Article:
My fellow Patheos blogger Vlad Chituc has an article up at The Daily Beast about the retraction of a paper in Science that claimed a mere 20-minute talk with a gay canvasser could change peoples’ minds about marriage equality. Chituc writes:
The LGBT canvassing operation really does exist, but it seems like the follow-ups purporting to show a sustained change in their views never happened. According to a report they released yesterday, two graduate students, David Broockman at Stanford and Joshua Kalla at U.C. Berkeley, were intrigued by LaCour and Green’s results and wanted to build on it with their own research. As they began their pilot research, they noticed discrepancies between what they saw and what LaCour and Green reported. As they tugged at these discrepancies, LaCour’s story quickly unraveled.
You’ll meet a man in Los Angeles who conducted 12,000 conversations in a quest to perfect the most powerful version of contact possible. According to the scientists who’ve studied his methods, he may have finally advanced the contact hypothesis – because the evidence suggests that in one, 22-minute chat, Dave Fleischer can change people’s minds on issues they’ve felt strongly about for decades, and change them forever.
I reasoned that if movement atheism were to conduct a study like this, then there might be hope in changing our country’s views on atheists, too. Maybe people would stop believing, mistakenly, that you can’t be good without God. Maybe we’d even vote for an atheist presidential candidate someday.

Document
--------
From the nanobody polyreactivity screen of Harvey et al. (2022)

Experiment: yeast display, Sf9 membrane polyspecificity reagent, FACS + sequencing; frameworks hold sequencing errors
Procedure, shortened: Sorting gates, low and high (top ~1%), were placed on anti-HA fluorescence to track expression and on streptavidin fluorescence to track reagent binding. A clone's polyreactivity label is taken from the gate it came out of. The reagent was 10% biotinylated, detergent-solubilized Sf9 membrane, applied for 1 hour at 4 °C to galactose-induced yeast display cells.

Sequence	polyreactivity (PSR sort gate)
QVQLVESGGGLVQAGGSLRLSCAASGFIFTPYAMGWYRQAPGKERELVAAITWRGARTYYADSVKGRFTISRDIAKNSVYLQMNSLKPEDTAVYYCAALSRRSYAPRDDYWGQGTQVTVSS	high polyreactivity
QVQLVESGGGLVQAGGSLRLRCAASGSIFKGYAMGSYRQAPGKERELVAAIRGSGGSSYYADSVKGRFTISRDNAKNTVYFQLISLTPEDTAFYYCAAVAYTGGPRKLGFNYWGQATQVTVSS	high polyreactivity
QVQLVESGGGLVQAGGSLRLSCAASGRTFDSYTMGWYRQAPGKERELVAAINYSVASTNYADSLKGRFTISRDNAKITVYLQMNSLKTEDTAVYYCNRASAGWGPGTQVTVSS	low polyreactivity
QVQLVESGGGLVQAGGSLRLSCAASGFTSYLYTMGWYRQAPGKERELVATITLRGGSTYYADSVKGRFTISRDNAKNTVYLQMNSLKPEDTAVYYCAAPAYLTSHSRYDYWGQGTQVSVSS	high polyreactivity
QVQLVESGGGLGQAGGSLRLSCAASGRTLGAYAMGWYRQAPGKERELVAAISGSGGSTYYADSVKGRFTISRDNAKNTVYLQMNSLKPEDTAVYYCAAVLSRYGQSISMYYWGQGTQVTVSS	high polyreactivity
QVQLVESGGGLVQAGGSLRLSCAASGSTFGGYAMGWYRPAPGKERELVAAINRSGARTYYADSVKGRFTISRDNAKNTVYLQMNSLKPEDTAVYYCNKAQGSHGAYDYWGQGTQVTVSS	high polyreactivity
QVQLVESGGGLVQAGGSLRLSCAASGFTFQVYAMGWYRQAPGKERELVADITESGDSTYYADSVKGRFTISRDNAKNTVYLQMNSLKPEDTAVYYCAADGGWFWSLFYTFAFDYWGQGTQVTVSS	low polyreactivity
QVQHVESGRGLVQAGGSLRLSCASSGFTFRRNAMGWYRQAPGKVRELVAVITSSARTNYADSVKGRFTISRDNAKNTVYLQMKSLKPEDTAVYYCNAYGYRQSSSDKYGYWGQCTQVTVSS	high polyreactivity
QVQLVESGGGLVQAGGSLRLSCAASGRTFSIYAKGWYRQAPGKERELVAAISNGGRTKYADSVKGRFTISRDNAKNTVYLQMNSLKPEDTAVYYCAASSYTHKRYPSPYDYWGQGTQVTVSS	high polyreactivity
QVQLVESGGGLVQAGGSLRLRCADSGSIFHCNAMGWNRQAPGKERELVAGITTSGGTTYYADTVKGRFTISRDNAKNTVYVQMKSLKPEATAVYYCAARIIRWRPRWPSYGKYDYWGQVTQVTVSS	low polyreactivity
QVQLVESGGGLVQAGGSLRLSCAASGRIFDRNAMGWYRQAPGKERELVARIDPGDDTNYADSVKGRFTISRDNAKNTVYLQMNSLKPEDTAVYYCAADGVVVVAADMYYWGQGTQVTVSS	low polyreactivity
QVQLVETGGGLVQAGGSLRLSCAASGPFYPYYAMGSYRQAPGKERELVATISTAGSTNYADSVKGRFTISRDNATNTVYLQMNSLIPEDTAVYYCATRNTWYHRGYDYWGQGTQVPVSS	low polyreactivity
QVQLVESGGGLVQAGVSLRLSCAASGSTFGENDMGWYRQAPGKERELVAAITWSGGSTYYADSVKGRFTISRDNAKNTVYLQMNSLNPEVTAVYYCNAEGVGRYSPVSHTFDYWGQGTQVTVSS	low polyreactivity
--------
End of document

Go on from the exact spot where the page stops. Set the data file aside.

Chituc writes that now that the research has been discredited, “the only studies we’re left with suggest we’re so insensitive to corrective information that we’ll just keep believing these findings are real, anyway.” I don’t believe that the findings are real because I had no problem believing beforehand that it’s incredibly difficult to change minds on divisive social and political issues.
But I’m not sure where I stand with regard to the possibility of changing religious believers’ attitudes toward atheism and atheists. I’ve written before about how an aggressive or rude approach to engaging with religious believers is counterproductive, but I still thought minds could be changed nonetheless.
I think that’s still true. For now.
Image via Bernard Pollack